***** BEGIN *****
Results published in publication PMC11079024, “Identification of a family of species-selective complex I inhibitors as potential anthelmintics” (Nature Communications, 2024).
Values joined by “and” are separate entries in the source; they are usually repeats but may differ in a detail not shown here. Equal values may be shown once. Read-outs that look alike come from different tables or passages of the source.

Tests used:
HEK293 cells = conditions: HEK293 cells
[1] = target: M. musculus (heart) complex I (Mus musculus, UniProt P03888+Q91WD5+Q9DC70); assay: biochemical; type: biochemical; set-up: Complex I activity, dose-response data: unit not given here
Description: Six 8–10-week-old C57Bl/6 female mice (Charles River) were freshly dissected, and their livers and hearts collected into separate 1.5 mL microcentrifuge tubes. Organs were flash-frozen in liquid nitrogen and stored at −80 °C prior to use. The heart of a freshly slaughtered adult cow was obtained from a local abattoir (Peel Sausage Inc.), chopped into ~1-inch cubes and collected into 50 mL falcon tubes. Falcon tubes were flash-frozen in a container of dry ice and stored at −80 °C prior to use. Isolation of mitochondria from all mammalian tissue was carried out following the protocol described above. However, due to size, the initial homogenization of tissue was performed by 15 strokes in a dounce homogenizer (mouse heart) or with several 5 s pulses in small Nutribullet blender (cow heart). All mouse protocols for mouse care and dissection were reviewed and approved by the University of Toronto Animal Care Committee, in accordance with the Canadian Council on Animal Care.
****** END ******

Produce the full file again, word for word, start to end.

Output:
Results published in publication PMC11079024, “Identification of a family of species-selective complex I inhibitors as potential anthelmintics” (Nature Communications, 2024).
Values joined by “and” are separate entries in the source; they are usually repeats but may differ in a detail not shown here. Equal values may be shown once. Read-outs that look alike come from different tables or passages of the source.

Tests used:
HEK293 cells = conditions: HEK293 cells
[1] = target: M. musculus (heart) complex I (Mus musculus, UniProt P03888+Q91WD5+Q9DC70); assay: biochemical; type: biochemical; set-up: Complex I activity, dose-response data: unit not given here
Description: Six 8–10-week-old C57Bl/6 female mice (Charles River) were freshly dissected, and their livers and hearts collected into separate 1.5 mL microcentrifuge tubes. Organs were flash-frozen in liquid nitrogen and stored at −80 °C prior to use. The heart of a freshly slaughtered adult cow was obtained from a local abattoir (Peel Sausage Inc.), chopped into ~1-inch cubes and collected into 50 mL falcon tubes. Falcon tubes were flash-frozen in a container of dry ice and stored at −80 °C prior to use. Isolation of mitochondria from all mammalian tissue was carried out following the protocol described above. However, due to size, the initial homogenization of tissue was performed by 15 strokes in a dounce homogenizer (mouse heart) or with several 5 s pulses in small Nutribullet blender (cow heart). All mouse protocols for mouse care and dissection were reviewed and approved by the University of Toronto Animal Care Committee, in accordance with the Canadian Council on Animal Care.